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The global burden of gout: estimates from the Global Burden of Disease 2010 study
  1. Emma Smith1,
  2. Damian Hoy2,
  3. Marita Cross1,
  4. Tony R Merriman3,
  5. Theo Vos2,4,
  6. Rachelle Buchbinder5,6,
  7. Anthony Woolf7,
  8. Lyn March1
  1. 1Department of Rheumatology, Royal North Shore Hospital, Northern Clinical School, Institute of Bone and Joint Research, University of Sydney, St Leonards, New South Wales, Australia
  2. 2School of Population Health, University of Queensland, Herston, Queensland, Australia
  3. 3School of Medical Sciences, University of Otago, Dunedin, New Zealand
  4. 4Institute for Health Metrics and Evaluation, University of Washington, Seattle, Washington, USA
  5. 5Department of Epidemiology and Preventive Medicine, School of Public Health and Preventive Medicine, Monash University, Melbourne, Victoria, Australia
  6. 6Monash Department of Clinical Epidemiology, Cabrini Hospital, Melbourne, Victoria, Australia
  7. 7Department of Rheumatology, Royal Cornwall Hospital, Truro, UK
  1. Correspondence to Lyn March, Northern Clinical School, Institute of Bone and Joint Research, University of Sydney, Department of Rheumatology, Royal North Shore Hospital, Clinical Administration Level 7C, St Leonards, NSW 2065 Australia; lyn.march{at}sydney.edu.au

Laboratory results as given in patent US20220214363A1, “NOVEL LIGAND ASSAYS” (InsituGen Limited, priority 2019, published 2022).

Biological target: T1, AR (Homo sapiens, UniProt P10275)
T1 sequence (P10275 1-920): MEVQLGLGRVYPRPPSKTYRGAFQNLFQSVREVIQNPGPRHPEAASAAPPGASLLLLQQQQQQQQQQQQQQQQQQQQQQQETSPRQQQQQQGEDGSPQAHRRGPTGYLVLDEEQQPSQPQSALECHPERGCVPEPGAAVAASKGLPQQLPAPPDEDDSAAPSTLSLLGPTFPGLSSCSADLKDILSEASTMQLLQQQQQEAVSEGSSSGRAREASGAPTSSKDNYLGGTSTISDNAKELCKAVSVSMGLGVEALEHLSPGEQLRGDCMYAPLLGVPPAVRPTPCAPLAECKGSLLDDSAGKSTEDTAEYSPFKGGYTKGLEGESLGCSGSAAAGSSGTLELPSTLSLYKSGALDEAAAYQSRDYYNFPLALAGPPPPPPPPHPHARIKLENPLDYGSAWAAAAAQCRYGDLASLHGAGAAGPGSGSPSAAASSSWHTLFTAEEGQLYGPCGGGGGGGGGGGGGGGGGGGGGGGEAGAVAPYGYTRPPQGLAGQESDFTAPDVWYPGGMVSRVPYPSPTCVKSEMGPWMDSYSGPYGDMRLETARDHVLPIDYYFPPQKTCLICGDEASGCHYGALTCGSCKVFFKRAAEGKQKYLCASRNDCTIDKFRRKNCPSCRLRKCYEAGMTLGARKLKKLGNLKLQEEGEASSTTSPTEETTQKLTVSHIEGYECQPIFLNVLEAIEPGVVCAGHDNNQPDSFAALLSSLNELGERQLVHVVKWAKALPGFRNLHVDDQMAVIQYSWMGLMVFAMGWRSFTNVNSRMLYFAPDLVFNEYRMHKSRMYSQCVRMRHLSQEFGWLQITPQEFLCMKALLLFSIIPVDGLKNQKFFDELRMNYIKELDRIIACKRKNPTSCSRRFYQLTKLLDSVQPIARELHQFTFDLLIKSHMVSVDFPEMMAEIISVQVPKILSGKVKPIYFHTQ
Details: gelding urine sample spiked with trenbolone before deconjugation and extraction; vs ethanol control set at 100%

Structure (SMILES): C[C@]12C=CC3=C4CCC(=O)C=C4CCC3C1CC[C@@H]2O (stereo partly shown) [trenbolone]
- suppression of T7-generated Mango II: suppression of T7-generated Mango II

Abstract

Objective Gout is the most common cause of inflammatory arthritis in men, but has not previously been included in Global Burden of Disease (GBD) studies. As part of the GBD 2010 Study, the Musculoskeletal Disorders and Risk Factors Expert Group estimated the global burden of gout.

Methods The American Rheumatism Association 1977 case definition of primary gout was used in the study. A series of systematic reviews were conducted to gather the age-specific and sex-specific epidemiological data for gout prevalence, incidence, mortality risk and duration. Two main disabling sequelae of gout were identified; acute episode gout and chronic polyarticular gout, and used in the surveys to collect data to derive disability weights. The epidemiological data together with disability weights were then used to calculate years of life lived with disability (YLDs) for gout, for 1990 and 2010. No evidence of cause-specific mortality associated with gout was found. Gout disability-adjusted life years (DALYs), therefore, have the same value as YLDs.

Results Global prevalence of gout was 0.08% (95% uncertainty interval (UI) 0.07 to 0.08). DALYs increased from 76 000 (95% UI 48 to 112) in 1990 to 114 000 (95% UI 72 to 167) in 2010. Out of all 291 conditions studied in the GBD 2010 Study, gout ranked 138th in terms of disability as measured by YLDs, and 173rd in terms of overall burden (DALYs).

Conclusions The burden of gout is rising. With increasing ageing populations globally, this evidence is a significant prompt to optimise treatment and management of gout at individual, community and national levels.

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